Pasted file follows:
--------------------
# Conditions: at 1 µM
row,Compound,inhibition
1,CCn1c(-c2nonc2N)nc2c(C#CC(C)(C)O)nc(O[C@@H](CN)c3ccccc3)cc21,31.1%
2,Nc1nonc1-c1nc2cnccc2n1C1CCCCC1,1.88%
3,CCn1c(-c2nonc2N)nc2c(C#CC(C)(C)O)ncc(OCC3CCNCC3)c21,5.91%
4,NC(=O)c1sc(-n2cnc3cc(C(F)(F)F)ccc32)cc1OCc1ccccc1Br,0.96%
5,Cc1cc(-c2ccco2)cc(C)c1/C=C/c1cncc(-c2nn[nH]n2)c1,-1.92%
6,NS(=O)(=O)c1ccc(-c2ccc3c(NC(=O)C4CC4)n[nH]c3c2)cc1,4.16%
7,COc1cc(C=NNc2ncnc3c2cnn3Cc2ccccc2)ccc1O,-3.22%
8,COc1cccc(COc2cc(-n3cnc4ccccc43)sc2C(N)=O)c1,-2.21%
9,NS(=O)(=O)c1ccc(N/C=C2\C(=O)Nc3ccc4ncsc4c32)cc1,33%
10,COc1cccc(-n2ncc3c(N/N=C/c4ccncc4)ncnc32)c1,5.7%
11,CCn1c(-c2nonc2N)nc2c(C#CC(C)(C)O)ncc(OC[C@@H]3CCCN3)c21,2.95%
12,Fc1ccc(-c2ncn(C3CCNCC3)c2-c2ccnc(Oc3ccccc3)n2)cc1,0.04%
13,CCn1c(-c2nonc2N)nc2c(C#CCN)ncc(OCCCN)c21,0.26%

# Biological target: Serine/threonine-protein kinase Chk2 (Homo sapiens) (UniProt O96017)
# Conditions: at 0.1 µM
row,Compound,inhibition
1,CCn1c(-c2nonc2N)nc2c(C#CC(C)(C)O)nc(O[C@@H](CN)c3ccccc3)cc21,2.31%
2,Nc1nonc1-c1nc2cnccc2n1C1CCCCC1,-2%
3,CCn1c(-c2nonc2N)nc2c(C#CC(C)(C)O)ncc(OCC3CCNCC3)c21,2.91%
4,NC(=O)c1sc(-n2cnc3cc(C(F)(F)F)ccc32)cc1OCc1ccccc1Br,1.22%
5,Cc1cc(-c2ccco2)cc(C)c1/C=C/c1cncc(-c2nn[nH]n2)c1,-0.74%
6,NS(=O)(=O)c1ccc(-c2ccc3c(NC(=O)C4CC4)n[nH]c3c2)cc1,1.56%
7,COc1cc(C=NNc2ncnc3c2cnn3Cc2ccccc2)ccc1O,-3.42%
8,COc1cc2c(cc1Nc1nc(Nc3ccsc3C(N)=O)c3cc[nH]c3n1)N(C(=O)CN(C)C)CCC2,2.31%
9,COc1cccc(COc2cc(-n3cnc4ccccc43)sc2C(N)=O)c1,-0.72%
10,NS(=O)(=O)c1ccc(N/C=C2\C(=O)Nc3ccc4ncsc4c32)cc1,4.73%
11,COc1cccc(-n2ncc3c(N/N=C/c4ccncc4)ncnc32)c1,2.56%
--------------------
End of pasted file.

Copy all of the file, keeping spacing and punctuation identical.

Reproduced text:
# Conditions: at 1 µM
row,Compound,inhibition
1,CCn1c(-c2nonc2N)nc2c(C#CC(C)(C)O)nc(O[C@@H](CN)c3ccccc3)cc21,31.1%
2,Nc1nonc1-c1nc2cnccc2n1C1CCCCC1,1.88%
3,CCn1c(-c2nonc2N)nc2c(C#CC(C)(C)O)ncc(OCC3CCNCC3)c21,5.91%
4,NC(=O)c1sc(-n2cnc3cc(C(F)(F)F)ccc32)cc1OCc1ccccc1Br,0.96%
5,Cc1cc(-c2ccco2)cc(C)c1/C=C/c1cncc(-c2nn[nH]n2)c1,-1.92%
6,NS(=O)(=O)c1ccc(-c2ccc3c(NC(=O)C4CC4)n[nH]c3c2)cc1,4.16%
7,COc1cc(C=NNc2ncnc3c2cnn3Cc2ccccc2)ccc1O,-3.22%
8,COc1cccc(COc2cc(-n3cnc4ccccc43)sc2C(N)=O)c1,-2.21%
9,NS(=O)(=O)c1ccc(N/C=C2\C(=O)Nc3ccc4ncsc4c32)cc1,33%
10,COc1cccc(-n2ncc3c(N/N=C/c4ccncc4)ncnc32)c1,5.7%
11,CCn1c(-c2nonc2N)nc2c(C#CC(C)(C)O)ncc(OC[C@@H]3CCCN3)c21,2.95%
12,Fc1ccc(-c2ncn(C3CCNCC3)c2-c2ccnc(Oc3ccccc3)n2)cc1,0.04%
13,CCn1c(-c2nonc2N)nc2c(C#CCN)ncc(OCCCN)c21,0.26%

# Biological target: Serine/threonine-protein kinase Chk2 (Homo sapiens) (UniProt O96017)
# Conditions: at 0.1 µM
row,Compound,inhibition
1,CCn1c(-c2nonc2N)nc2c(C#CC(C)(C)O)nc(O[C@@H](CN)c3ccccc3)cc21,2.31%
2,Nc1nonc1-c1nc2cnccc2n1C1CCCCC1,-2%
3,CCn1c(-c2nonc2N)nc2c(C#CC(C)(C)O)ncc(OCC3CCNCC3)c21,2.91%
4,NC(=O)c1sc(-n2cnc3cc(C(F)(F)F)ccc32)cc1OCc1ccccc1Br,1.22%
5,Cc1cc(-c2ccco2)cc(C)c1/C=C/c1cncc(-c2nn[nH]n2)c1,-0.74%
6,NS(=O)(=O)c1ccc(-c2ccc3c(NC(=O)C4CC4)n[nH]c3c2)cc1,1.56%
7,COc1cc(C=NNc2ncnc3c2cnn3Cc2ccccc2)ccc1O,-3.42%
8,COc1cc2c(cc1Nc1nc(Nc3ccsc3C(N)=O)c3cc[nH]c3n1)N(C(=O)CN(C)C)CCC2,2.31%
9,COc1cccc(COc2cc(-n3cnc4ccccc43)sc2C(N)=O)c1,-0.72%
10,NS(=O)(=O)c1ccc(N/C=C2\C(=O)Nc3ccc4ncsc4c32)cc1,4.73%
11,COc1cccc(-n2ncc3c(N/N=C/c4ccncc4)ncnc32)c1,2.56%